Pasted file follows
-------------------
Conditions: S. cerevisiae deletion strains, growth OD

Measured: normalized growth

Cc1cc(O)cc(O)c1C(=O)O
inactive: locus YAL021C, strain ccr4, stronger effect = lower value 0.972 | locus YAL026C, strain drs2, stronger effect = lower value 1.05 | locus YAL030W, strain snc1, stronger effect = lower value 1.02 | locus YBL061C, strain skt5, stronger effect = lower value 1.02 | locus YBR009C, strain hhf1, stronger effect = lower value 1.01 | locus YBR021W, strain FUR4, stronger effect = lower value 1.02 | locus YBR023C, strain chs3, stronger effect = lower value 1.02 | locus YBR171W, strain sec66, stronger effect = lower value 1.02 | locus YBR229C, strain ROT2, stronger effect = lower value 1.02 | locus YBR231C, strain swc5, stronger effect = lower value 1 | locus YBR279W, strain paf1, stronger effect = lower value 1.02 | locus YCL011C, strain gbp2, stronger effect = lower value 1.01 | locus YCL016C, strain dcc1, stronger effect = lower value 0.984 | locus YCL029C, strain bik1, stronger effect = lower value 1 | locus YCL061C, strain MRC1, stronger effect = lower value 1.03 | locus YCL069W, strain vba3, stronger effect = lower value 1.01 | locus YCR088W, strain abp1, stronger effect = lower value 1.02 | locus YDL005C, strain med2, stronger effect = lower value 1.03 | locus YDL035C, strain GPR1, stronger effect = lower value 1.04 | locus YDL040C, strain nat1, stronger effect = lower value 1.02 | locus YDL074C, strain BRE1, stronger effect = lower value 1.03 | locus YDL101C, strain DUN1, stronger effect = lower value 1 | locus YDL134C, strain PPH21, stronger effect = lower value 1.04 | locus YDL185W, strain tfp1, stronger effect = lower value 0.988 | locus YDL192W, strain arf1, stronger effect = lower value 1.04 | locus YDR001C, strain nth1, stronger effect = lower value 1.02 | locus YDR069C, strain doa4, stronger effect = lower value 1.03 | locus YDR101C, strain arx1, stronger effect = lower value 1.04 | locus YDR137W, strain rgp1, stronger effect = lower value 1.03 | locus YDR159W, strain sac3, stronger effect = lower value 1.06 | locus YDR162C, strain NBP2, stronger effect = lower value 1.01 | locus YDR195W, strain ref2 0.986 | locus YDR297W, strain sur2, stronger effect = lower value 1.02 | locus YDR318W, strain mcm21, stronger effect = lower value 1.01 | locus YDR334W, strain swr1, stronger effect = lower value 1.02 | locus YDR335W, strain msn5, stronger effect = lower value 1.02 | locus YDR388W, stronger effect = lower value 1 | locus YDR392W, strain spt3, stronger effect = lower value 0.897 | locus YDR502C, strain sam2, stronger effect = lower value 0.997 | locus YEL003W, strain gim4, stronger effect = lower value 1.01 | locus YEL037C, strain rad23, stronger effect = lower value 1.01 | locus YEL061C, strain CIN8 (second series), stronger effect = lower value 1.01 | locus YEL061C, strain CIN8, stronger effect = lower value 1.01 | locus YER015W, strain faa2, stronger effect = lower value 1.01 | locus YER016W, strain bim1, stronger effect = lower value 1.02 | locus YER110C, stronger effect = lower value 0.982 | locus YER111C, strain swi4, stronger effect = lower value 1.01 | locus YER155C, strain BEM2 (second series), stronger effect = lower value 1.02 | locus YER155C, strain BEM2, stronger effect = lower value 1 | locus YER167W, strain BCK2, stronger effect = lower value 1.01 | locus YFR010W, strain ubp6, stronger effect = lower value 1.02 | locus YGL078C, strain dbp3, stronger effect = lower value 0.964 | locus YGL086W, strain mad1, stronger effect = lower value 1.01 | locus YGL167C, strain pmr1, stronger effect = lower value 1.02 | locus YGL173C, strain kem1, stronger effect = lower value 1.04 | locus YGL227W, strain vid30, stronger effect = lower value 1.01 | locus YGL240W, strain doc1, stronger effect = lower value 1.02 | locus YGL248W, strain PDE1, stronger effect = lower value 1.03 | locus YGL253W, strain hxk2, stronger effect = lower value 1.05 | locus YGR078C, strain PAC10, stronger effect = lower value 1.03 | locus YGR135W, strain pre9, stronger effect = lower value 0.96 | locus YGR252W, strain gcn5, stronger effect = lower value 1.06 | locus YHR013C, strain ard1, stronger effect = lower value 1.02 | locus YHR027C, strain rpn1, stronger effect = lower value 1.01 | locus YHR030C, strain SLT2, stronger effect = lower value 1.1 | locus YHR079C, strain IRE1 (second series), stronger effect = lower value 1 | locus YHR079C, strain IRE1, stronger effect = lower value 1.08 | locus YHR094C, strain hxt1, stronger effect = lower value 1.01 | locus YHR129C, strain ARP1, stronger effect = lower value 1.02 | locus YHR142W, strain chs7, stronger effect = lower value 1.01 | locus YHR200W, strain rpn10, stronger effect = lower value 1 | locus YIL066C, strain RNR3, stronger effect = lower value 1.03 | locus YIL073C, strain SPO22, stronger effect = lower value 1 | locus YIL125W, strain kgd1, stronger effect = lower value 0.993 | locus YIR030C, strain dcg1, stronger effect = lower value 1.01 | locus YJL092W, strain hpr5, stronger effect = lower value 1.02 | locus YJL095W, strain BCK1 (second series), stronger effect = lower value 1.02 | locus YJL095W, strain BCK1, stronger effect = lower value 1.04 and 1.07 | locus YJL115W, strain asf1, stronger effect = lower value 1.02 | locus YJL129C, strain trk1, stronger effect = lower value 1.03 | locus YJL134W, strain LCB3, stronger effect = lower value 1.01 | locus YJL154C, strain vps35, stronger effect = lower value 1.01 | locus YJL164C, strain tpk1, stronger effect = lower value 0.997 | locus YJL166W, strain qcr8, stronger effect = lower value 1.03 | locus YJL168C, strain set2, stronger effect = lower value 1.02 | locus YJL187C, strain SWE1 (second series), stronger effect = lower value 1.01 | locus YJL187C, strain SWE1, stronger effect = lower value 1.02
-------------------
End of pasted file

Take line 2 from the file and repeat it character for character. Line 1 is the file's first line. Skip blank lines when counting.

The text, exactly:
Measured: normalized growth